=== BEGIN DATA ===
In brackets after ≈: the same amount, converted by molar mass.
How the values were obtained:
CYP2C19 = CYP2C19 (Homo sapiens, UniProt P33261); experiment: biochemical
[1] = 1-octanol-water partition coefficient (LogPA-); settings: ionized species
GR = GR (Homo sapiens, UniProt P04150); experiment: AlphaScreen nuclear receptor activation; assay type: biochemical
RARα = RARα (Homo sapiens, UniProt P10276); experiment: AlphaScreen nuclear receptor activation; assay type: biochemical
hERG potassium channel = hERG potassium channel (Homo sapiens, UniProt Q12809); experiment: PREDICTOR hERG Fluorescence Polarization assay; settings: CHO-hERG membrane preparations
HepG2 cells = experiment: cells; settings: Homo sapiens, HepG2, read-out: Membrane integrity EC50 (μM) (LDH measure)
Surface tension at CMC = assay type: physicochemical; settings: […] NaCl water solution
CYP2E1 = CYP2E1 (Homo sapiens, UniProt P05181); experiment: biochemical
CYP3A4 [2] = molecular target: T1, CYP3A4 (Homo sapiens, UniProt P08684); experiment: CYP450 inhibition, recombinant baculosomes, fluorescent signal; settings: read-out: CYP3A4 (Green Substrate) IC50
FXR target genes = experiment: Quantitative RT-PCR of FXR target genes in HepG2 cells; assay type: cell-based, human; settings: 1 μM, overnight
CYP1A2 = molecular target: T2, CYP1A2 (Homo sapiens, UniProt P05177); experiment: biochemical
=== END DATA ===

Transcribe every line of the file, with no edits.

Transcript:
In brackets after ≈: the same amount, converted by molar mass.
How the values were obtained:
CYP2C19 = CYP2C19 (Homo sapiens, UniProt P33261); experiment: biochemical
[1] = 1-octanol-water partition coefficient (LogPA-); settings: ionized species
GR = GR (Homo sapiens, UniProt P04150); experiment: AlphaScreen nuclear receptor activation; assay type: biochemical
RARα = RARα (Homo sapiens, UniProt P10276); experiment: AlphaScreen nuclear receptor activation; assay type: biochemical
hERG potassium channel = hERG potassium channel (Homo sapiens, UniProt Q12809); experiment: PREDICTOR hERG Fluorescence Polarization assay; settings: CHO-hERG membrane preparations
HepG2 cells = experiment: cells; settings: Homo sapiens, HepG2, read-out: Membrane integrity EC50 (μM) (LDH measure)
Surface tension at CMC = assay type: physicochemical; settings: […] NaCl water solution
CYP2E1 = CYP2E1 (Homo sapiens, UniProt P05181); experiment: biochemical
CYP3A4 [2] = molecular target: T1, CYP3A4 (Homo sapiens, UniProt P08684); experiment: CYP450 inhibition, recombinant baculosomes, fluorescent signal; settings: read-out: CYP3A4 (Green Substrate) IC50
FXR target genes = experiment: Quantitative RT-PCR of FXR target genes in HepG2 cells; assay type: cell-based, human; settings: 1 μM, overnight
CYP1A2 = molecular target: T2, CYP1A2 (Homo sapiens, UniProt P05177); experiment: biochemical